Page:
In 1876 a Royal Commission, with Lord President Inglis as chairman, was appointed to make recommendations for the universities of Scotland. The commission issued its report in 1878, which was introduced into parliament in 1883, 1884, 1885, 1887, 1888, and 1889. It was not until the last mentioned year that it became law as the Universities (Scotland) Act, 1889.
The Universities (Scotland) Act of 1858 had proposed a fairly rigid structure for the M.A. degree in Scotland with a set course consisting of seven compulsory subjects. The 1878 Royal Commission report proposed that there be a set first year course for the M.A. and then a student be allowed to either follow the traditional seven subjects course or to study one of five areas: Literature and philology; Philosophy; Law and history; Mathematical science; or Natural science.
The report was eagerly and anxiously discussed in academic circles and had a prominent place in the thoughts of Chrystal. He spoke on the topic in detail in his first promoter's address of 1885, where he says :-
Although I have never hitherto taken any part in the public discussion of this matter, I have by no means been an indifferent spectator. ... I read every publication, good and bad, bearing on the subject which has come within my notice during the last ten years, the last of these being the Italian university bill.
Chrystal then posed what he considered were the main questions facing higher education, and gave his opinions on these :-
Higher education is an expensive commodity, the furnishing of which involves most important practical questions regarding men and money. Who are the men that are to receive it ? Where are the men to come from who are to give it ? How is the money to be provided to maintain the givers of it, and to equip them with the necessary but costly apparatus ? ... The higher education in the strictest sense of the word must always be the possession of a very few, and yet the proposition that the avenues to it should be open to every one, however poor, who has shown special fitness to receive it, is to my mind so obvious, and is moreover so universally accepted in Scotland, that it would be idle to discuss it here. This proposition carries with it of course the admission that higher education must be supported to a large extent by the community at large, and can never be treated as a merely commercial article, subject to ordinary laws of supply and demand.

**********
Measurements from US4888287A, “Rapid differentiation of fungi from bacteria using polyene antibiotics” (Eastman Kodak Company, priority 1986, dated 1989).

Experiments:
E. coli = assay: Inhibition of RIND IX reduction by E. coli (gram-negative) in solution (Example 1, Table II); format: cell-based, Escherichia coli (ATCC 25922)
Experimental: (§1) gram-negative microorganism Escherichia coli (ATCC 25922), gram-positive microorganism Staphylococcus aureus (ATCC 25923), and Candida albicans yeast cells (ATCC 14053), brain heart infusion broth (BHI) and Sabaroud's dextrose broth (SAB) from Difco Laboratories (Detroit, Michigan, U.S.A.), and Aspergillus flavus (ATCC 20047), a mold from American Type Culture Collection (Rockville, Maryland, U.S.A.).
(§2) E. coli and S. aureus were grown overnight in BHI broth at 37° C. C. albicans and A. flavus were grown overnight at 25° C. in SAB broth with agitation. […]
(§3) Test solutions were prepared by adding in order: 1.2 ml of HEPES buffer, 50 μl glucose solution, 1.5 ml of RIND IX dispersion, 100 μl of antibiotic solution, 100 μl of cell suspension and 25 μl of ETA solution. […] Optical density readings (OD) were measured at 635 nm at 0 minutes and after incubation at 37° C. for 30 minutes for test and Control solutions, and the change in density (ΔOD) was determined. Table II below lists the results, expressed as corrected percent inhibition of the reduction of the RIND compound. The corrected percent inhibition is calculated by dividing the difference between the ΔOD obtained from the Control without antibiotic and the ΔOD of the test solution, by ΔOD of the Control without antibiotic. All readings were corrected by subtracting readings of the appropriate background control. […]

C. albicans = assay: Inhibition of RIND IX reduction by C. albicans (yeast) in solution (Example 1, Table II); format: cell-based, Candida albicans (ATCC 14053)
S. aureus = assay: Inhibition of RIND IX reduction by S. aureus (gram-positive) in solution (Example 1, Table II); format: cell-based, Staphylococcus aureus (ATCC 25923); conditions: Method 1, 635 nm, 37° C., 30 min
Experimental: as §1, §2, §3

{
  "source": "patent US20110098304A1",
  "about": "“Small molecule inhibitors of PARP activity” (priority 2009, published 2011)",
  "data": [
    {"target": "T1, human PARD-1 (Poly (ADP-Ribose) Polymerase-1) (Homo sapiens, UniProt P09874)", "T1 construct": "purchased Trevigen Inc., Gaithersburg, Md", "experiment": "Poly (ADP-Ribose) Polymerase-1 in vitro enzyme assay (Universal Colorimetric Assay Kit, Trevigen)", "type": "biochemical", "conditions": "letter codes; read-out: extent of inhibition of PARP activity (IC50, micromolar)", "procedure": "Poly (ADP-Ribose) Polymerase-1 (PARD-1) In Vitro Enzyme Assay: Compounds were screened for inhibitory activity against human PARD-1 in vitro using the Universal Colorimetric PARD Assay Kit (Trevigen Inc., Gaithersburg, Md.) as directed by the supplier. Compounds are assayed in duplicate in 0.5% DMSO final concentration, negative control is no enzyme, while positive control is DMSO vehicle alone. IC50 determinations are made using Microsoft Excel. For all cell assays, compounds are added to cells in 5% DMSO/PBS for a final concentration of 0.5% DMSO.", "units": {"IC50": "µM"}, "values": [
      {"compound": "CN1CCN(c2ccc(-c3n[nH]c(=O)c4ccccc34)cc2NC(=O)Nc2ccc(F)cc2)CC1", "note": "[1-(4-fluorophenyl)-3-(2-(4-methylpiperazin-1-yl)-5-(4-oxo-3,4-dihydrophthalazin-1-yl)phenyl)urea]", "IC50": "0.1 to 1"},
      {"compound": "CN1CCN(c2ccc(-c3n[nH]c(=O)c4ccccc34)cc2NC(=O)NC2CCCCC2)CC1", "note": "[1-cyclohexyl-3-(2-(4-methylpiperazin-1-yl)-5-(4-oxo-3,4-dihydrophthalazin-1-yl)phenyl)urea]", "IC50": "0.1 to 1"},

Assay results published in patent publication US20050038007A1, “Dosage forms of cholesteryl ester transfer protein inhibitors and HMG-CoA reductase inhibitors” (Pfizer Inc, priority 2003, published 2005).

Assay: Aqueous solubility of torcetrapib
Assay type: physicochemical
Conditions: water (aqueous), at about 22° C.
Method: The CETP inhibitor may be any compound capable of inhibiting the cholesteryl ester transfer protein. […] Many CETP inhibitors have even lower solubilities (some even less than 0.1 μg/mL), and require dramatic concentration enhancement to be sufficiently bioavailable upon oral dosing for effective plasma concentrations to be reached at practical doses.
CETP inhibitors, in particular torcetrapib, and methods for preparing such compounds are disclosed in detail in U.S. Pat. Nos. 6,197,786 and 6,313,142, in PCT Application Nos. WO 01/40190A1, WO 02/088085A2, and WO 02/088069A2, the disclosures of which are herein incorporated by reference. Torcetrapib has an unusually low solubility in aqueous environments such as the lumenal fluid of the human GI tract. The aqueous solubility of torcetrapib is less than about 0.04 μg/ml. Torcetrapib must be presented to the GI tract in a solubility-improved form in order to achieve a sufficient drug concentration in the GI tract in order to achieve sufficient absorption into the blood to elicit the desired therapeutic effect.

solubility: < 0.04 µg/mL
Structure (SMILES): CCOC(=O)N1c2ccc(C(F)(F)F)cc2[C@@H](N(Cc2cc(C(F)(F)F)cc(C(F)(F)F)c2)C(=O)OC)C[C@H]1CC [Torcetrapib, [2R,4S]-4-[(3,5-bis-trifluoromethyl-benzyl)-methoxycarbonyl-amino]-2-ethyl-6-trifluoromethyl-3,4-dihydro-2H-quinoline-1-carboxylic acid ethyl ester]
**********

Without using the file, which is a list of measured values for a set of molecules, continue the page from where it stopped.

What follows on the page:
The Universities (Scotland) Act, 1889 largely remodelled the constitution of the universities, and instituted a new administrative body, namely the Scottish universities committee of the privy council, to which all new ordinances and all petitions from or concerning the universities were to be referred. It appointed an executive commission under Lord Kinnear as chairman, and gave the commissioners powers to regulate the course of study for any degree; the manner of teaching; the length of session; the manner of examination; the granting of degrees; the institution of an examination either on entering the university, or as a preliminary condition of entering on the course of study for a degree in any faculty, or of both such examinations; and the admission of women to instruction and graduation in one or more faculties.
Chrystal, however, was not satisfied with the appointment of the commission :-
No one in his senses expects that an executive commission will be able to sit down and draw up a scheme that will at once meet all our difficulties for all time coming. Such an idea belongs to the childhood of an educational reformer. What the commission will in all probability do - what they certainly ought to do - is to put elasticity and, if need be, joints into the cast-iron framework of our university constitution, which will enable us gradually, as men and money can be found, to adapt ourselves to the existing want of our time.
Cremona, who was a friend of Chrystal's, had presented an education bill to the Italian Senate and Signor Coppino, the new Italian Minister of Public Education, had expressed these views on it (quoted from  where Chrystal says they follow his own thinking):-: